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Chemical looping: a carbon capture technology for the future

By Colin Scholes

Chemical looping, a low carbon technology for the fossil fuel industry, is increasingly been viewed as a competitive technology in carbon capture and storage, with the successful completion of pilot plant trials in the USA.

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As the world increasingly transitions to a low-carbon economy, it is becoming important for fossil fuel-based industries to develop ways to reduce their carbon dioxide (CO2) emissions. To do this many fossil fuel-based industries, and in particular coal-based power stations, are promoting carbon capture and storage (CCS). This is where the CO2 generated from coal combustion is separated from the power station’s flue gas and sequestered for long-term storage. The advantage of CCS is that it enables existing infrastructure and industries to meet carbon emission reductions while continuing to operate into the medium-term future.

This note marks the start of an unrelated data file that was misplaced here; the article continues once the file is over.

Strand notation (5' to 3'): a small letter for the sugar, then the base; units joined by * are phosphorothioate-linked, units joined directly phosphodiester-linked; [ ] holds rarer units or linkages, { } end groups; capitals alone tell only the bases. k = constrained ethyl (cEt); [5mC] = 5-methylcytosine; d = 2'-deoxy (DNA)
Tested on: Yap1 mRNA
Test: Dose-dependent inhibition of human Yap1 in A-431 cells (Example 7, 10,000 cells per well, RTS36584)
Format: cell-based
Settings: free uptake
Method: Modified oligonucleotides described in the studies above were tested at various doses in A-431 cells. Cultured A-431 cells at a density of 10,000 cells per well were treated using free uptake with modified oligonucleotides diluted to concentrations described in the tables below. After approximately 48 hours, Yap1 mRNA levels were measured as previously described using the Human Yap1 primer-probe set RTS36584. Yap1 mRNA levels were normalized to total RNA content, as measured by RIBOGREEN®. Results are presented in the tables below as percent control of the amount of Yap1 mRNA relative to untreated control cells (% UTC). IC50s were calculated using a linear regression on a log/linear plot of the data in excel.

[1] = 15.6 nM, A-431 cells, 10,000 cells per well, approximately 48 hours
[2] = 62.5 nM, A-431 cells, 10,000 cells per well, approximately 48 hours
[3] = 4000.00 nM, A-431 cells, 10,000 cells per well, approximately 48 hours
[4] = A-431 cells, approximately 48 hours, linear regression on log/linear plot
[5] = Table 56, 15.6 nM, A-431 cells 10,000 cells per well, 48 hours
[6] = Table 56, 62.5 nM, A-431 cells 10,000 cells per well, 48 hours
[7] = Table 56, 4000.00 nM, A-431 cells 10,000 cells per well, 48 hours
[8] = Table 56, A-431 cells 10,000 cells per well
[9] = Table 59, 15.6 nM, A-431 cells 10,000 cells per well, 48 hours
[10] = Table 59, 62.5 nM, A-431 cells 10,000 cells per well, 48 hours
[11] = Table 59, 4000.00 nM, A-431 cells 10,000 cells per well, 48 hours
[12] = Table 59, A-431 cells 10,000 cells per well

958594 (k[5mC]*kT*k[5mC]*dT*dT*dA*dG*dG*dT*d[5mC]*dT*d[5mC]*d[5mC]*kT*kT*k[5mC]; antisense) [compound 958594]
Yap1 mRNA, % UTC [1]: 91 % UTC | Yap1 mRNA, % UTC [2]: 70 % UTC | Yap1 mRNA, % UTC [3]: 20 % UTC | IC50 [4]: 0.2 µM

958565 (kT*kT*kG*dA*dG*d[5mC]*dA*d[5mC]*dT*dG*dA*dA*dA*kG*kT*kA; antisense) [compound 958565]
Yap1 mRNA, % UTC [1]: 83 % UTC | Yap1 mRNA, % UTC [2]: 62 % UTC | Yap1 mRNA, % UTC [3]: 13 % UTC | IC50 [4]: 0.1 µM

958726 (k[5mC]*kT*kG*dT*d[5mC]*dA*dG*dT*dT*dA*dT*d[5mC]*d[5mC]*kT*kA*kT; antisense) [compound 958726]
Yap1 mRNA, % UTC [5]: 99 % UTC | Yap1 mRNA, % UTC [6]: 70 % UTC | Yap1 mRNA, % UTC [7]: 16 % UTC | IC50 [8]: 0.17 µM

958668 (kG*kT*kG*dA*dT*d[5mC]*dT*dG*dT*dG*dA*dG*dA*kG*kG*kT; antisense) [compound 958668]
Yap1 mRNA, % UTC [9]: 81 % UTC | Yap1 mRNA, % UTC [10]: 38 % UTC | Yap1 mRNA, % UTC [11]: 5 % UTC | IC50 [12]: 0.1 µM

In CCS, one of the key technology barriers is developing separation technologies that can produce a pure CO2 product for sequestration. Currently, most approaches focus on separating CO2 from the flue gas being emitted from a power station’s chimney.

This is an energy intensive approach, as they are trying to separate CO2 from a range of other gases, such as nitrogen, oxygen and water vapour. Hence, up to 25% of the power station’s output can be required to separate and purify the CO...

The full text of this article can be purchased from Informit.

Colin Scholes is a Research Engineer at the University of Melbourne. This article was originally published at The Conversation.